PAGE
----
Lefty, righty, it doesn’t matter for Dave Robertson
Do the Yankees need another left-hander in their bullpen? With Damaso Marte on board, they already have one southpaw to turn to for situational matchups, however, Joe Girardi is known to favor having two left-handers at his disposal throughout the regular season, making the question a legitimate one. With that said, though, perhaps the Yankees already have another weapon at their employ for left-handed hitters in the form of righty, David Robertson.
Last season, against lefties, Robertson was outstanding, posting a 2.74 FIP over 19 2/3 innings, while striking out 30. His peripherals, a K/9 of 13.73 and BB/9 of 4.12, were actually better against left-handed opponents than they were against right-handers. And, though a 19 2/3 inning sample is problematic, size-wise, there is reason to believe that Robertson’s dazzling numbers against lefties are legitimate. In his minor-league career, over 57 2/3 innings, K-Rob owns a 2.13 FIP against opposite-handed batters, maintaing a healthy K/9 of 11.71 and a BB/9 of 3.43 (not a great walk rate, but the mark is still a bit better than his 3.65 BB/9 against righties). Most importantly, Robertson’s ground ball percentage when facing lefties is 66.9%. He keeps the ball out of the air, and that is always a good thing.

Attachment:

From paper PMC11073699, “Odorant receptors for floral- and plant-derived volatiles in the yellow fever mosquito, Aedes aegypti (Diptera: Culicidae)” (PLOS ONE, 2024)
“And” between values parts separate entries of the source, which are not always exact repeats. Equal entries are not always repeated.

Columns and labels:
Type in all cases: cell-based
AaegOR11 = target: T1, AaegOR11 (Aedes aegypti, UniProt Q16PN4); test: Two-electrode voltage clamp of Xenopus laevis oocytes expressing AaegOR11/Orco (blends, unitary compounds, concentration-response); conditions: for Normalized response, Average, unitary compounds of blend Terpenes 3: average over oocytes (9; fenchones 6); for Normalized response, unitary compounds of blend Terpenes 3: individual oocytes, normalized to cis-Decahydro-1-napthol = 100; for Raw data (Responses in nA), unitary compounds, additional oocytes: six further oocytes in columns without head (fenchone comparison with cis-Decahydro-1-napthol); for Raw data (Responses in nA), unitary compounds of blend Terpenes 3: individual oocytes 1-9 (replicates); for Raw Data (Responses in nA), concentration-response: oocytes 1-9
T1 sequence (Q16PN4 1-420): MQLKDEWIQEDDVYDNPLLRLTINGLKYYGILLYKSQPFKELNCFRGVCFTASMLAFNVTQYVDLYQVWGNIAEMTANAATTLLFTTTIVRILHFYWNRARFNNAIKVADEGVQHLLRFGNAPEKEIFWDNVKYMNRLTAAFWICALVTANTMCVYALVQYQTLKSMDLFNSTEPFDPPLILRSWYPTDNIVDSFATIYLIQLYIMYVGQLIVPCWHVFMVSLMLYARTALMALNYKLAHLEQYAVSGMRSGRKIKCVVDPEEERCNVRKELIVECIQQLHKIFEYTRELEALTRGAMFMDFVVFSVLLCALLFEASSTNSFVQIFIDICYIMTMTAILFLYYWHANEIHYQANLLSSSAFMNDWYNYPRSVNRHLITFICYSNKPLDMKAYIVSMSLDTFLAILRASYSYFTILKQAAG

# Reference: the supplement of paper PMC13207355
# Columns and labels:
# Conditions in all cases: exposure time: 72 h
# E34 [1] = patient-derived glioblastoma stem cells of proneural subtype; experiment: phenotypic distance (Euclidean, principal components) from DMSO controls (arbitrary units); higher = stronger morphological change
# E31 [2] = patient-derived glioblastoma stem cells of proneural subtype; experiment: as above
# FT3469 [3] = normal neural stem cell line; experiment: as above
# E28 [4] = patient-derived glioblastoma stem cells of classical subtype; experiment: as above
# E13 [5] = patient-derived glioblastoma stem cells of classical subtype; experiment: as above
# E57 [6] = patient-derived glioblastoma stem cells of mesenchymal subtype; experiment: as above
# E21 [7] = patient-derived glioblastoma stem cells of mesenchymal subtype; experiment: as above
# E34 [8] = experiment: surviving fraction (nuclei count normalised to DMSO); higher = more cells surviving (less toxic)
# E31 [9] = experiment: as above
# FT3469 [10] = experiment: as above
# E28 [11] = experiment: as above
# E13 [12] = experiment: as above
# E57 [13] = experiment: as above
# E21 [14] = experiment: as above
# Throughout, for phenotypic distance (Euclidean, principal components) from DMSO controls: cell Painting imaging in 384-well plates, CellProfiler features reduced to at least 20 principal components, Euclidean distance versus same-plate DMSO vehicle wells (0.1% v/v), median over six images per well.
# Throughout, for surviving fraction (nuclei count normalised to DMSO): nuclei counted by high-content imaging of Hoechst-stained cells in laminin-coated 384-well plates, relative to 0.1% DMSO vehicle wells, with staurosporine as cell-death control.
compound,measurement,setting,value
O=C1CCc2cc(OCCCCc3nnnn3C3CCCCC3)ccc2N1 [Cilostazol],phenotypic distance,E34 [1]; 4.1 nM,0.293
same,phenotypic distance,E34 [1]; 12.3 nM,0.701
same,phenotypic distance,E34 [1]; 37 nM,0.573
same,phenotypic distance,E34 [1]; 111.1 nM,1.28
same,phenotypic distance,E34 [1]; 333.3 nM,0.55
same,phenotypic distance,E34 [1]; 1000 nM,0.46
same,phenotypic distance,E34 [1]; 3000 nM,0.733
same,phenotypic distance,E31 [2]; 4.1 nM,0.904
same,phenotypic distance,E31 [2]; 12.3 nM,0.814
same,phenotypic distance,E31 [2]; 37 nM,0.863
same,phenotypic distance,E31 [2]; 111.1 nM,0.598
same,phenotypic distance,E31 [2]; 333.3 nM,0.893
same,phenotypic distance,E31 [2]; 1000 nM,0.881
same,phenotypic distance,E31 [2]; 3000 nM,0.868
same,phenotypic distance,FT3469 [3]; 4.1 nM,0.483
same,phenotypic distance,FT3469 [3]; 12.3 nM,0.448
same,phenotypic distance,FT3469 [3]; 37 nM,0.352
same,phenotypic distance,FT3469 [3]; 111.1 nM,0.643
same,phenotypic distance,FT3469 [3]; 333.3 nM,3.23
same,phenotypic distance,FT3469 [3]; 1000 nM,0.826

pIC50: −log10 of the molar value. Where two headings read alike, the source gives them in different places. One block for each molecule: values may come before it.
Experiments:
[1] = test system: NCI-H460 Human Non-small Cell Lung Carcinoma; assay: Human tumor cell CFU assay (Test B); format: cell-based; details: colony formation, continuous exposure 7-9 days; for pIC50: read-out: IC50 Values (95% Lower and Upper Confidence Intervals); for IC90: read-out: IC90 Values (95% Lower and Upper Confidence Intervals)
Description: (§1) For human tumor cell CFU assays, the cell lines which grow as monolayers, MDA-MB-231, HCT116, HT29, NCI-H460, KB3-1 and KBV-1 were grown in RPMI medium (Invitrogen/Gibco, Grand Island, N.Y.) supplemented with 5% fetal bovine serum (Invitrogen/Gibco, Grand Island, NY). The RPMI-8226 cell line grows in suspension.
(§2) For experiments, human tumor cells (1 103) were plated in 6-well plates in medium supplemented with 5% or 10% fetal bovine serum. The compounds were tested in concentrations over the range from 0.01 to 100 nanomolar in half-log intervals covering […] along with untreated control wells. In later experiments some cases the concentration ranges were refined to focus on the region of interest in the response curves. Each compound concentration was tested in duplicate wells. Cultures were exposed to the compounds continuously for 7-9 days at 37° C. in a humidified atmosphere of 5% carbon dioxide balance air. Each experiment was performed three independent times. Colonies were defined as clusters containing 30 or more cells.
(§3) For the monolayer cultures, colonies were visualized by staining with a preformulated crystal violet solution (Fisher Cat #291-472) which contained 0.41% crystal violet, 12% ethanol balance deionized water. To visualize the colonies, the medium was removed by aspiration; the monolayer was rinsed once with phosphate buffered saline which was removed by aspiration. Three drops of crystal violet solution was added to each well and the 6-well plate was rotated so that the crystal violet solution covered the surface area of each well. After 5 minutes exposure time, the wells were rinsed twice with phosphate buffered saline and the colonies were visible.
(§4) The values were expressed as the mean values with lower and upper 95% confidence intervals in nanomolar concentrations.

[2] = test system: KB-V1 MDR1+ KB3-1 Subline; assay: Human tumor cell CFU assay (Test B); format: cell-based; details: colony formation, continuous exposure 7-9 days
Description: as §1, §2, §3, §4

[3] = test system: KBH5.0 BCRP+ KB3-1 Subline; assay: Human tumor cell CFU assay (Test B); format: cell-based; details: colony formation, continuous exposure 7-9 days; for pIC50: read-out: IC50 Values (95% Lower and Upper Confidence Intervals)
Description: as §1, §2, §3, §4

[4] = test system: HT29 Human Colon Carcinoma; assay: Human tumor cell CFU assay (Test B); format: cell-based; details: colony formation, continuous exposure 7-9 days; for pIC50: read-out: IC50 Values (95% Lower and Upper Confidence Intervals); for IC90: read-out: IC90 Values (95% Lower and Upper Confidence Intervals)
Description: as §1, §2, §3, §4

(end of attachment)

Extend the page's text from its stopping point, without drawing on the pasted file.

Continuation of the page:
Based on the numbers available, I think it is fair to say that Robertson is an effective arm against left-handed hitters. Though his strikeout numbers dip slightly when facing them (the rate is still very good), his walk rate goes down and his ground ball rate goes up. These items, when viewed together, seem to portend success at the Major League level. Joe Girardi seems to know this as well, telling reporters, just recently, that he is comfortable using K-Rob against lefties this season. “We had one [lefty] all year last year, for the most part,” he noted. “David Robertson has had success against left-handers… There are different guys you can use in that role if you don’t have a second lefty.”
When asked about his ability to take on left-handers, Robertson attributes his effectiveness to pitching inside when he needs to. “I don’t know if it’s because I throw a lot of fastballs down and away to right-handers and it’s just easier for me to come in on lefties,” he notes. “It shouldn’t be any different. The plate’s still the same and the catcher’s there, but it is, I guess.” Robertson’s curveball should also receive some praise. To left-handers last season, he threw the looper 20.7% of the time, and, with its movement and his deceptive delivery, the pitch posted a 15.9% whiff rate.
This year, the Yankees will likely begin the regular season without a second left-hander in the bullpen. In the past, that might have been an issue for Joe Girardi, as he seems to like having at least two lefty options. But, with a reliever like Dave Robertson on the team, one who is good against lefties and righties, it’s not really a problem. I’m glad he’s around, too. Now we don’t have to waste a bullpen slot on an inferior player just because he’s left-handed.
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